Friday, April 3, 2009

My Thoughts your Tips

I recently tweeted that I thought it was a good idea to weave in some books on general psychology amongst the Super Systems of the world. At the time I was reading Brain Rules, by John Medina. It was a decent read, but more to do with the biology of how the brain works than how the mind thinks--which is what I was really going for.

My current read is Blink: The Power of Thinking Without Thinking by Malcolm Gladwell. It is a book on the quick decisions our subconscious makes and how we come to them. It actually opens with a study in gambling, but I feel some of the following studies can be better applied to poker. The book as a whole gives more credit to the initial "feeling" that your opponent is bluffing. I may go into it deeper in a future post.

This book led me to another tip. Next time you are playing a home game, set up a camcorder to record yourself. Not your opponents, not your hole cards, just you. You will need to leave it on long enough so that you forget it's on and play hands that range from a monster to a stone-cold bluff. Just like in football, you can review the game film and find your weaknesses. Does your body language give anything away? I haven't tried this yet, but i imagine that it would be the best way to nail down and fix your own tells.

Lastly, I'd like to comment on a comment from my previous post. "Lucky Straights" disagrees with poker being a game involving chance. She is looking at macro-poker, and while it is true that the level of your skill is shown in the long-haul, we can't forget about the game-by-game. You need to understand that if you completely outplay your opponent, that doesn't mean you win the hand, it likely means that you only have a 10% to 30% better chance of winning the hand. Chance matters in micro-poker and if you can't come to terms with that you will either be on tilt regularly or correct your play incorrectly.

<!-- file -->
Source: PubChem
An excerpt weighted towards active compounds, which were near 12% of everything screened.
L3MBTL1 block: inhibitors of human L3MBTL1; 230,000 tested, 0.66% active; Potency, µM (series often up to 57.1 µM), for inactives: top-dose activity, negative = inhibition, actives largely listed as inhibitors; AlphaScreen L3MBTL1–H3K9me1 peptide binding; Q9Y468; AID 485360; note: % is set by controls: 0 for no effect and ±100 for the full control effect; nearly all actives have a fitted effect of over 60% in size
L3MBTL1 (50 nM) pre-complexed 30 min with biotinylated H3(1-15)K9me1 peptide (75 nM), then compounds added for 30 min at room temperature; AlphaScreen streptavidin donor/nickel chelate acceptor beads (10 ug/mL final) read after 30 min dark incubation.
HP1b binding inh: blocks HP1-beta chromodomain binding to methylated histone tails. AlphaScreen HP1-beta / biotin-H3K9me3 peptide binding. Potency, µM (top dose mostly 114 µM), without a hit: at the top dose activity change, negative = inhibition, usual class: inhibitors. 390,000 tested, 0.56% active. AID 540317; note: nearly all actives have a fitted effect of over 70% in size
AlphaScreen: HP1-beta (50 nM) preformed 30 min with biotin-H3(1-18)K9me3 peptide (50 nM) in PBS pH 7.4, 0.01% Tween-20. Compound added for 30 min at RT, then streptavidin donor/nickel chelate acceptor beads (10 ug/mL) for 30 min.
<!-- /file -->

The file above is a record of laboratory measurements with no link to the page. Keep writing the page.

4 comments:

  1. I had heard somebody talking about "Blink" on the radio the other day and I thought about buying it. Now I guess I'll have to buy it.

    Regarding chance: There are probably a few definitions of the word, but the game, in the long and short term, most definitely involves probability. By my definition, chance involves probability.

    Even in the long-term, where skill trumps luck, there is still probability involved. Two players of completely equal skill, who play the same number of games against the same opponents will still not have the exact same winnings. Why? Because probability (or chance) dictates that there will still be a variance. While they both may be winners, one will certainly win more than the other.

    KC

    KC’s last blog post..Tips to Make Home Poker Tournaments Run Smoothly

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  2. OK, I bought Blink. I just started it, but interesting so far.

    KC’s last blog post..Good Run of Bad Luck

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  3. Hmmm .. I thing that bankroll managment and patient is more important. But two skill's is too small even whan you master of that skill. Secrets is know yourself ,I mean weeknes and work on it , upegrade , testing yourself. Most funny is play on five table or more in same time , no chance to know you opponent :P

    ReplyDelete
  4. Hmmm .. I thing that bankroll managment and patient is more important. But two skill's is too small even whan you master of that skill. Secrets is know yourself ,I mean weeknes and work on it , upegrade , testing yourself. Most funny is play on five table or more in same time , no chance to know you opponent :P

    ReplyDelete